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Defence reforms stand at the crossroads after the sudden untimely demise of Late CDS General Bipin Rawat

Source : The Tribune

Defence reforms stand at the crossroads after the sudden untimely demise of Late CDS General Bipin Rawat
Visionary: General Rawat had the personality to carry through the reforms that he had visualized. (PTI)

With the recent demise of India’s first Chief of Defence Staff (CDS), General Bipin Rawat, in an air crash, certain important and critical questions loom large over the government. Three of these — higher defence organisation, theaterisation and indigenisation — would define the way India’s military reshapes and emerges for future battles, which could, anyway, be far removed from the kind of battles we have known so far.

These three issues are part of the mandate of the CDS, who is also the Secretary, Department of Military Affairs. General Rawat has set a template for making the Indian military capable enough of pursuing the country’s national interests in the 21st century. Whosoever is made the next CDS, the pertinent question on the status of reforms initiated by the late General remains.

In their nature and intent, the reforms kickstarted from the office of the CDS were radical. Not only did they aim to demolish the inter-services silos in terms of planning, operations, logistics and procurements, they also heralded the arrival of innovative fighting structures within the Indian subcontinent.

The Integrated Theatre Commands (ITCs) — based on an Indian interpretation of jointness reforms undertaken by major militaries across the world, including the US, China and the UK — are a way of combining the strengths and optimising the potential of the three services: the Army, Navy and Air Force.

Though land-centric, the joint combatant commands are focused on specific geographies and adversaries under a single commander and its attendant resources. Additionally, functional commands, such as the Logistics Command and the Joint Air Defence Command, are sought to be created to streamline the redundant acquisition processes and, thereby, reduce avoidable defence expenditures.

In fact, General Rawat also spoke about a possible ‘Rocket Force’ — an allusion to combining the non-contact warfare capabilities of the three services and a nod to an increasing ascendancy of the idea of non-contact warfare in Indian warfighting.

Similarly, indigenisation has been attempted at multiple levels. The promulgation of an import ban list by the Department of Military Affairs (euphemistically called the Positive Indigenisation List) was one of the first steps which saw a ‘burnt bridges’ strategy being applied to the import of certain critical items required by the armed forces. Two lists, with combined 209 defence items (101 in August 2020 and 108 in May 2021), have already been released with two aims: to wean off the armed forces from foreign-manufactured items; and to provide an impetus to the indigenous defence manufacturing ecosystem.

A number of startups were given handholding assurances in terms of institutional and monetary support to come up with products required by the armed forces in the information age, especially in the fields of robotics, Artificial Intelligence (AI) and block-chain technology. Even in the field of cyber security, General Rawat acknowledged India’s shortcomings and was a vocal advocate of the creation of a national framework to thwart cyber attacks, as also the creation of offensive capabilities in the field, all using indigenous talent.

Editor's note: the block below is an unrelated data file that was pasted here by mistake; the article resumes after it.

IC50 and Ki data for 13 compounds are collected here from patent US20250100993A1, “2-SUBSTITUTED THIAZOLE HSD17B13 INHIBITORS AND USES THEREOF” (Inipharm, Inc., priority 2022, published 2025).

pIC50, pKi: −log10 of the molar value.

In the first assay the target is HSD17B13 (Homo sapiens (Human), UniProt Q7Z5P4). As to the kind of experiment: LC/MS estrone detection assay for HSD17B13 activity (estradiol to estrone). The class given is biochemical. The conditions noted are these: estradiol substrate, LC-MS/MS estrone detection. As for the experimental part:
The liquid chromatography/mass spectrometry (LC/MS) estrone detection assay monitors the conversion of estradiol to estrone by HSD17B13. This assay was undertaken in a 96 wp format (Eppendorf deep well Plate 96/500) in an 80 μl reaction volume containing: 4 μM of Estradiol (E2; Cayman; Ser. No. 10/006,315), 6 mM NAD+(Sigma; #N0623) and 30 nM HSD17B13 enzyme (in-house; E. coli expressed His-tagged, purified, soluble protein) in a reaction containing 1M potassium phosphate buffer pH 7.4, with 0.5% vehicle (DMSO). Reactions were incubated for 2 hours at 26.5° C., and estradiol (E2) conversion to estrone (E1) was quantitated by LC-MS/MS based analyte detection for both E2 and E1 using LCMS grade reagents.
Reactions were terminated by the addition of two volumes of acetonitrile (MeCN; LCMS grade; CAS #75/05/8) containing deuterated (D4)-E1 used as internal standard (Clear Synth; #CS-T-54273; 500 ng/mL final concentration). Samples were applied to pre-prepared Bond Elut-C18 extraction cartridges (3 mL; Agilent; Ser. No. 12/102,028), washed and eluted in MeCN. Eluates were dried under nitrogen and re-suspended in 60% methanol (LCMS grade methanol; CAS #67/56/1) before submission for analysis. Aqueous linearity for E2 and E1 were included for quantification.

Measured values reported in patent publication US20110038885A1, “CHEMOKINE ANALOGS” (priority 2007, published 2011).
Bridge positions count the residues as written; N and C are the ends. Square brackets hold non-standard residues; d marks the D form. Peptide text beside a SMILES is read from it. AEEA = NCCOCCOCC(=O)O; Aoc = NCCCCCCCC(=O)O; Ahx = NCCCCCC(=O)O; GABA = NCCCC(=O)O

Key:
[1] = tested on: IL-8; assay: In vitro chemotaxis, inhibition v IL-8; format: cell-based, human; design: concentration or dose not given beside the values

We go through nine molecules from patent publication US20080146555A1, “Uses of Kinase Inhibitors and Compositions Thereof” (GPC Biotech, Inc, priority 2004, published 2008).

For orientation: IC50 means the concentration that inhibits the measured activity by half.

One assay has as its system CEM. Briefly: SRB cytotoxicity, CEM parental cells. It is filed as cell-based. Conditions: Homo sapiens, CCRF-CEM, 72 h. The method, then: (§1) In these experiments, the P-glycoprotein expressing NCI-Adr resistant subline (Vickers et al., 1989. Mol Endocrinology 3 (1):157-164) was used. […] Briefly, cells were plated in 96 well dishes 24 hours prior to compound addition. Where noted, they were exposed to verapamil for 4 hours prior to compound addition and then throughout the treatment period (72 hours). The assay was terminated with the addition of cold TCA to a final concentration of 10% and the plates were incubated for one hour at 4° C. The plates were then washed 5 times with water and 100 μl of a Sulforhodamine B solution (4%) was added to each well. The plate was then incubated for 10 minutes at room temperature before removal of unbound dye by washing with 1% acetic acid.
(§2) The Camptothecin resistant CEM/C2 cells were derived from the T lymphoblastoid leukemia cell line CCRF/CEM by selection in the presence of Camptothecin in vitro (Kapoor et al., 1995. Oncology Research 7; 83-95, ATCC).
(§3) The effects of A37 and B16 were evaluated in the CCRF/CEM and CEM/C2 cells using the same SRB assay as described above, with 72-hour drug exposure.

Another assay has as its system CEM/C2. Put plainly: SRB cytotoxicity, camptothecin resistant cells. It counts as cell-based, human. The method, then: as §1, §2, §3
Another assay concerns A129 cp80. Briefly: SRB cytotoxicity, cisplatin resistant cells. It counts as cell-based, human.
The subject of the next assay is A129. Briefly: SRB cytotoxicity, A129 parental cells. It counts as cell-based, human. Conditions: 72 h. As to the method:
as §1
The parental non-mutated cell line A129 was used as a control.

A Transformation Division within the Headquarters of the Integrated Defence Staff — that is, under the CDS — was created to carry out these transitions.

What makes General Rawat’s position hard to fill? And more importantly, what will happen to the reforms that he initiated? General Rawat was often labelled as the proverbial bull in the China shop. He had the heft of his vision and personality to carry through the reforms that he had visualised.

Notwithstanding the critiques over the nature and future of reforms that he had kickstarted, India’s defence apparatus required a shake-up like this and the personality of a man like General Rawat. Unlike the 1986 Goldwater-Nichols Act, through which the unified combatant commands (UCCs) were created for the Americans, the act of integrating India’s three services was not legislated and only a person like General Rawat could have done it.

This does not absolve the political setup of its responsibilities. But in the absence of a legislative Act of Parliament, only a resolute mind and personality could bring about the changes that have now germinated.

The Indian Air Force has had major conceptual issues with the concept of joint theatre commands and a lot of unnecessary hysteria was created over the ‘division’ of air assets. It remains to be seen whether the Air Force will now strengthen its opposition or go ahead with the reforms. Similarly, a lot needs to be sorted out between the Air Force and the Army’s Air Defence arm over the impending joint air defence command.

India now finds itself in a place where the transition towards joint structures has started but not reached a satisfactory culmination point. In view of the Chinese geographic creep and the operationalisation of its Land Boundary Law from January 1, 2022, it is essential that either the entire process of jointness and integration is taken through an Act of Parliament or we wait for an evolution of consensus within the services.

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